Redbird Adventure Center

The Redbird Adventure Center offers a number of different ways to get outside and get active. It offers team-building opportunities, trips, activities and equipment rental. The Adventure Center is considered the base of the program’s operations. The new facility includes a 5,500-square-foot building and High Ropes Course.

The course can be used for team-building experiences, which provide groups and individuals with a non-threatening way to take risks, experience success and failure and time for reflection to help with personal growth through facing fears, practicing communication and decision making. The facility is the main area to rent equipment including kayaks, canoes, tents, paddle boards and hammocks, just to name a few.

Students can plan trips of their own or tag along with the facility’s trips that include Sunset Paddling on Lake Evergreen, Standup Paddleboard Trip on Dawson Lake, Evening Hike and Restorative Yoga at Comlara Park.

Maxwell Park

Maxwell Park is located on Normal’s west side near the Redbird Adventure Center. It offers a variety of different amenities including a dog park for dogs large and small, a scenic hiking and biking trail, tennis courts, basketball courts, softball and baseball facilities, a disc golf course, playground, picnic areas and a horse shoe pit.

The disc golf course is 12 years old with 18 holes and open space among the trees, making it what Assistant Director of Parks and Recreation James Wayne considers a “novice level course,” allowing the inexperienced to give this popular sport a try.

There are local groups including the Bloomington-Normal Disc Golf Association that have competitions and events throughout the year, bringing people in from all over central Illinois. Wayne explained that it is an inexpensive sport. Disks are cheap and with more experience, players can build their set to add putters or drivers similar to a traditional golf set. The sport itself reflects traditional golf as players tee off from a tee pad, but use a disk to aim for a basket rather than a hole in traditional golf.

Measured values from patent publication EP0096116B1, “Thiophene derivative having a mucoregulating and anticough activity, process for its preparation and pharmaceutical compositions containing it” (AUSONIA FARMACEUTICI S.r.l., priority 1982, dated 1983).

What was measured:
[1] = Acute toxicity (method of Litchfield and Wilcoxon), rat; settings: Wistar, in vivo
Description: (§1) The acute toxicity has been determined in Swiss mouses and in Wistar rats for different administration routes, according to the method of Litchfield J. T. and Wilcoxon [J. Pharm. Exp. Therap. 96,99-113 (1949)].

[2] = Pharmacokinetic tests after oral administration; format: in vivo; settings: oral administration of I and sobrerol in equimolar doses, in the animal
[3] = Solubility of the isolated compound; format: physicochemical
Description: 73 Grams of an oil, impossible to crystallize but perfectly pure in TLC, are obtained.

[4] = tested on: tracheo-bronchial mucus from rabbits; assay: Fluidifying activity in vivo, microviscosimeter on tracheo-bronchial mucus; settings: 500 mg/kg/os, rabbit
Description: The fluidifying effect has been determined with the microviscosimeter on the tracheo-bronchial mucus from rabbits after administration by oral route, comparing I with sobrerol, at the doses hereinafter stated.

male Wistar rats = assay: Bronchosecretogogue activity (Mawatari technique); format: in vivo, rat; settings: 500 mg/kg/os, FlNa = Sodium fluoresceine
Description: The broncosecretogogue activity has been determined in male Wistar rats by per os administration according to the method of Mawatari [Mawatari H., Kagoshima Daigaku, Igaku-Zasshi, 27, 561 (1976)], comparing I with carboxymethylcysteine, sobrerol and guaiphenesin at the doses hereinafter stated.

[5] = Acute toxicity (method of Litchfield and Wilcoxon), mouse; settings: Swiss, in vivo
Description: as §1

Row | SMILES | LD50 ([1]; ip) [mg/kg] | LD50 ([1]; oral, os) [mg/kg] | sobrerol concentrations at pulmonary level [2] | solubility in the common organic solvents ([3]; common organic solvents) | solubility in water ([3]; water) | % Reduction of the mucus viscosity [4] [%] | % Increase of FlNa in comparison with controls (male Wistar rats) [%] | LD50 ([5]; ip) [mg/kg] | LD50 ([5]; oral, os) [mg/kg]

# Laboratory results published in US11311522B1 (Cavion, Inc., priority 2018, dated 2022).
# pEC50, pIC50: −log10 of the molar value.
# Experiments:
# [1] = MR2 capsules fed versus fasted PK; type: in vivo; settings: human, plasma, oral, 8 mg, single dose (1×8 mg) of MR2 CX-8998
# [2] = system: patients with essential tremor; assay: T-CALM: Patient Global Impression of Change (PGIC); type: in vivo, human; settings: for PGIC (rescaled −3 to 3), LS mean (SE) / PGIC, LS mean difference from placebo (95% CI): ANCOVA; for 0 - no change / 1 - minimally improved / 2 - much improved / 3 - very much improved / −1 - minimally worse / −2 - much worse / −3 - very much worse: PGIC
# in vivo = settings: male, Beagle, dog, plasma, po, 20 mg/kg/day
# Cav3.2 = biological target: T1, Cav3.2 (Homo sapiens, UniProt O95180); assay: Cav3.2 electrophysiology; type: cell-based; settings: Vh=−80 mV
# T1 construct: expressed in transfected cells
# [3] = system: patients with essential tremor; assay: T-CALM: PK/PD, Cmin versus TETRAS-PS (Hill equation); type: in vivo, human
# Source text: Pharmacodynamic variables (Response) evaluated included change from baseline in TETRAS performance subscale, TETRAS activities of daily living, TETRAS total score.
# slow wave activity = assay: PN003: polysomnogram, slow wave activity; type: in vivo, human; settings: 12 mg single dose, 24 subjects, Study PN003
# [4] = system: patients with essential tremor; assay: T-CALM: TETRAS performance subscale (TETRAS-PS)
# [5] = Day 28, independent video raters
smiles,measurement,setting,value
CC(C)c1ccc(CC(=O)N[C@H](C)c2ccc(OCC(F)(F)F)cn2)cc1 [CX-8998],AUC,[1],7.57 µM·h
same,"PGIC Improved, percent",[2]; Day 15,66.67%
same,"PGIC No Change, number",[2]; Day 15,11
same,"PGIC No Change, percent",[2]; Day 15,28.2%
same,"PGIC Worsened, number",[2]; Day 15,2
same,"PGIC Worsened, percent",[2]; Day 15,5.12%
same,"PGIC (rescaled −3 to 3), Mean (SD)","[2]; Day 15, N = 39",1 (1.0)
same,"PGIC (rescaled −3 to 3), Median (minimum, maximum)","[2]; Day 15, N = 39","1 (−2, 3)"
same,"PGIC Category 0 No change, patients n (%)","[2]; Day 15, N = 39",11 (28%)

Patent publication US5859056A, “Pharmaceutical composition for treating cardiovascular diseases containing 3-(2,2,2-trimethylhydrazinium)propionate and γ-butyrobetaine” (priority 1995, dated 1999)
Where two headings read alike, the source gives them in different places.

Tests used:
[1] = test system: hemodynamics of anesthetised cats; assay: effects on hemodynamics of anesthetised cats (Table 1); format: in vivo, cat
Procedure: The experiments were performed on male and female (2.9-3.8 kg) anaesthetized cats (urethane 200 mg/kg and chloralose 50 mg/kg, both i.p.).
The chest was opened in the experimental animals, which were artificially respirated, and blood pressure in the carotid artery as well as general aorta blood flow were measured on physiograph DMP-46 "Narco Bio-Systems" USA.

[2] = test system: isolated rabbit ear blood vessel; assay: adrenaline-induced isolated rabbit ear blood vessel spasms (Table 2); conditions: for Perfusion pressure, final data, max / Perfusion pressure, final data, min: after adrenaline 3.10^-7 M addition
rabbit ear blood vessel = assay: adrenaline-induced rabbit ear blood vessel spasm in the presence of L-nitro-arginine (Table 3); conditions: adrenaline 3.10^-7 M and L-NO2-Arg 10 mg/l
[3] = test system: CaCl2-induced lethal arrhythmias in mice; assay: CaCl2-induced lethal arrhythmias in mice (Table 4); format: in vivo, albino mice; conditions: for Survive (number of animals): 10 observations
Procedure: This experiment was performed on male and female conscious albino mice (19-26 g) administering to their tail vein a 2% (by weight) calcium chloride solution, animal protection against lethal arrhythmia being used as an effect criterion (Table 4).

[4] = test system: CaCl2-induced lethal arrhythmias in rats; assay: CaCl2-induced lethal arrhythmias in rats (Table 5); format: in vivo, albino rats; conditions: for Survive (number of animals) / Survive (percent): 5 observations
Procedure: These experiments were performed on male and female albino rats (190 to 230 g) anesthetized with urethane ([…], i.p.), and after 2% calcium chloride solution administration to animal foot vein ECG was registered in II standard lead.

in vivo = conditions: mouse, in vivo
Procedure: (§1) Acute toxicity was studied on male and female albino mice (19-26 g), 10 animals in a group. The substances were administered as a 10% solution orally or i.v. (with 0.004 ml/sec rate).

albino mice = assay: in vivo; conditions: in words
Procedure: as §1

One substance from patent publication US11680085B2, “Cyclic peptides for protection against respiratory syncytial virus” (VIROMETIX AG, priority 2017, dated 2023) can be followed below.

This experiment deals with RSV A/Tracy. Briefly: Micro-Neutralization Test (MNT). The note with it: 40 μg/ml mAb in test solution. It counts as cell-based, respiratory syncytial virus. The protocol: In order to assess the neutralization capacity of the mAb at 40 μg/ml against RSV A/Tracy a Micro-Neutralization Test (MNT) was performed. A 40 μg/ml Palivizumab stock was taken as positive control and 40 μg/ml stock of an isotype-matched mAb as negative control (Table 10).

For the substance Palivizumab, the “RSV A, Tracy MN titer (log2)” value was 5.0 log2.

“It’s a great way to get out there, get active and try a new sport. If you do get involved with our local organizations, they’re really great about working with new or inexperienced disc golfers just in terms of getting that exposure and that experience and hopefully expressing an interest in something long term,” Wayne said. “With the weather warming we have a lot of great opportunities to get out and get involved.”

Wayne encourages students and the community to get out and enjoy one of the 19 parks that Normal has to offer.

Comlara Park

Although it is a bit of a drive, Comlara Park is worth the 15-minute trip to Hudson. This large recreation spot offers a number of options for all types of people. The park itself surrounds the perimeter of Evergreen Lake, providing a variety of different activities.

There are numerous spots along the lake to explore through hiking or biking. Boat rentals, fishing and hunting options are also available. They also have camping sites available through registration. There is an abundance of picnicking spots and each location gives the visitor a completely different perspective of the lake. If it were not for the giant windmills in the background, one would never guess that they were in central Illinois. Whether going to Comlara to catch a beautiful sunset, explore a new trail or to enjoy a peaceful afternoon, this park has plenty of options to escape reality.

GRACE BARBIC is the Features Editor for The Vidette. She can be contacted at Follow her on Twitter at @gracebarbic